Overload of electrical circuit caused a power failure in Los Angeles, the second-largest U.S. city, darkened downtown and several nearby cities, trapping people in elevators, disrupting refineries and snarling traffic.
The blackout started around 12:35 p.m. local time, and almost all who lost power had it restored by 2 p.m., said Kim Hughes, a spokeswoman for the Los Angeles Department of Water and Power, the nation's largest municipal utility.
Power was lost in an area with about 2 million people after a worker with the utility accidentally overloaded a transmission line, tripping circuit protectors, Hughes said. Overloading the line caused an automatic shutdown of other lines to prevent damage to equipment.
"We wanted to put too many cars on the wrong freeway," Hughes said. "The system put the brakes on," reports Bloomberg.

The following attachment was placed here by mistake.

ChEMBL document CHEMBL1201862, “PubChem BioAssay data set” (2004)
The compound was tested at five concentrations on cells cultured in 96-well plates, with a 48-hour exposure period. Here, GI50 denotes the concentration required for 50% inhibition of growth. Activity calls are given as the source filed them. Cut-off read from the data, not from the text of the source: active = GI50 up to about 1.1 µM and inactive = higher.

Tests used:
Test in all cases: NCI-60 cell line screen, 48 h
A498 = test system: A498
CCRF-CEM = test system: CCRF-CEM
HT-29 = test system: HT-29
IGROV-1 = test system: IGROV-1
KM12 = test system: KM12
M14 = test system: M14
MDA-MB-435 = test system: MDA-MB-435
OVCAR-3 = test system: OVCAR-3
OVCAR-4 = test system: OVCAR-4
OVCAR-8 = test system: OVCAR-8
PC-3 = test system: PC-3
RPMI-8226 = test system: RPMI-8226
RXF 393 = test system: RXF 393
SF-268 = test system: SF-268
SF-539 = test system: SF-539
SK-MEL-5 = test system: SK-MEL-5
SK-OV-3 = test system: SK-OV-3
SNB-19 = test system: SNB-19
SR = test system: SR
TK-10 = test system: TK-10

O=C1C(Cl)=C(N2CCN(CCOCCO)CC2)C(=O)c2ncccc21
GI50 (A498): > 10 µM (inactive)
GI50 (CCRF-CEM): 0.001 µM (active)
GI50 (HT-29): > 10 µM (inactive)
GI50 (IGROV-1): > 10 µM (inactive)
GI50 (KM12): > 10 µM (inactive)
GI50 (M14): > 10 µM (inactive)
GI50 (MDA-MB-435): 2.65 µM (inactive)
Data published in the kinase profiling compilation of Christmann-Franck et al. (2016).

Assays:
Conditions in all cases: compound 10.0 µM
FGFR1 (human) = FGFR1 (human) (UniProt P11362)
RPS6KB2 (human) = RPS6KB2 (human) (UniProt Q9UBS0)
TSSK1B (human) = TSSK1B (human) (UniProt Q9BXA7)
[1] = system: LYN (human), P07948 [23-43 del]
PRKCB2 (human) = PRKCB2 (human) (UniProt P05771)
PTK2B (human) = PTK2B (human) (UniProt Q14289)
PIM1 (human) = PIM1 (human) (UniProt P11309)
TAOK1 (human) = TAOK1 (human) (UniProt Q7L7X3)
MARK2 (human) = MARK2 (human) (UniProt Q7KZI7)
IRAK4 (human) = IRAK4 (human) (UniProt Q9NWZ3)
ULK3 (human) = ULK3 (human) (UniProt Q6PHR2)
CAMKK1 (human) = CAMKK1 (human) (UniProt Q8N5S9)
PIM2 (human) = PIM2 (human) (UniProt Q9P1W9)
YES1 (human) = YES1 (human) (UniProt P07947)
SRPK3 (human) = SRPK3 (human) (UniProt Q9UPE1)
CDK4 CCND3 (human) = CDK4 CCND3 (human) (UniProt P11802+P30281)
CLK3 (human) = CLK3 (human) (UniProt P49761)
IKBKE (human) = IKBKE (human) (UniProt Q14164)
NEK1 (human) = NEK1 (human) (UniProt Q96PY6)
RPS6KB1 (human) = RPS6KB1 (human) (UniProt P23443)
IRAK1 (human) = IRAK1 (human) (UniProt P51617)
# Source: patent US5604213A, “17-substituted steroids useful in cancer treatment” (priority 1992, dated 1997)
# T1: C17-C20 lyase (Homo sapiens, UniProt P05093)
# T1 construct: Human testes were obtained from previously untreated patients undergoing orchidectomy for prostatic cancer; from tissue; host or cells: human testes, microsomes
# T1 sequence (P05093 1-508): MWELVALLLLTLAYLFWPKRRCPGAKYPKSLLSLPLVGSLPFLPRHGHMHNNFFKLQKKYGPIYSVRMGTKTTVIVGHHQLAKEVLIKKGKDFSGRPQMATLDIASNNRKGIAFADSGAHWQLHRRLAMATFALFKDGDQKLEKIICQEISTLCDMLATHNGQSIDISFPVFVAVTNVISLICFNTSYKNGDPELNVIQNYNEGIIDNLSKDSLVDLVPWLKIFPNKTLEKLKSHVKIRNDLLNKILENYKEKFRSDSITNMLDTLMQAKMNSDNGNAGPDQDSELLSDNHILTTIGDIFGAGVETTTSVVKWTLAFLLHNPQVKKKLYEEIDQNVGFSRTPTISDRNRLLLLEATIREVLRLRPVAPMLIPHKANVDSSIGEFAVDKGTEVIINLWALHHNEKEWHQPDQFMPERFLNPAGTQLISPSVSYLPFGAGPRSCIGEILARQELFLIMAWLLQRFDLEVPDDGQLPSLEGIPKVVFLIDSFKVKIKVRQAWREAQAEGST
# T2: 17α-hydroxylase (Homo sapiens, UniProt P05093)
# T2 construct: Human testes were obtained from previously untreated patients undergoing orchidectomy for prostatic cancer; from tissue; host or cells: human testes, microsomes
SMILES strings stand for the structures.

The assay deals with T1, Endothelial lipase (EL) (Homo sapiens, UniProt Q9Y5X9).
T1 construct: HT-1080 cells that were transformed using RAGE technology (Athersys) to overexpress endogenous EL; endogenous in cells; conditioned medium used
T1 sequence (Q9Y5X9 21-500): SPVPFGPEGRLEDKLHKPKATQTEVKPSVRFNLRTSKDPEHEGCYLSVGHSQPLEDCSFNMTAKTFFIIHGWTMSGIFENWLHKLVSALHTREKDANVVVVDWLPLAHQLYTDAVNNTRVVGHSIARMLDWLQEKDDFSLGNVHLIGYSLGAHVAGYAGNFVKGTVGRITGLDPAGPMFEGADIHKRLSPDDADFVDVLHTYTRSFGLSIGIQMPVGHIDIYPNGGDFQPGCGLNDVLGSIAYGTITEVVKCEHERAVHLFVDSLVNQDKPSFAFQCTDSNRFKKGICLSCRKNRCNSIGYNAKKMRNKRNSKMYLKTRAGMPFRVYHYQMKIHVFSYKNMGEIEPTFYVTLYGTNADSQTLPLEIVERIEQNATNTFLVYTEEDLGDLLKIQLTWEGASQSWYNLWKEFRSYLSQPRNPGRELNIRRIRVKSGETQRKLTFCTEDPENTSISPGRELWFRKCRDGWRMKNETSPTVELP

According to Reuters, "The fact that this happened the day after Sept. 11 caused a heightened sense of concern," said Los Angeles Mayor Antonio Villaraigosa. "I am here to assure you that our city is prepared to handle these situations. In fact power was restored to the vast majority of DWP customers, 90 percent, within the first two hours."
Some, remembering the collapse of the World Trade Center towers on Sept. 11, abandoned their high-rise offices despite assurances from security personnel that they should remain at their desks.
"When they said to stay, I thought 'I'm going,'" clerical worker Erica Fernandez told Reuters.
State and local authorities have dismissed the videotaped threats, saying that there was no credible evidence of a plan for an imminent terrorist strike against Los Angeles.
Department of Homeland Security spokesman Russ Knocke said federal agents monitored the situation but said there was "no indication of a nexus to terrorism."
War negates human nature and societal peace and harmony. H.G. Wells manifested the declaration of human rights in 1939 and wondered "What are we Fighting for?"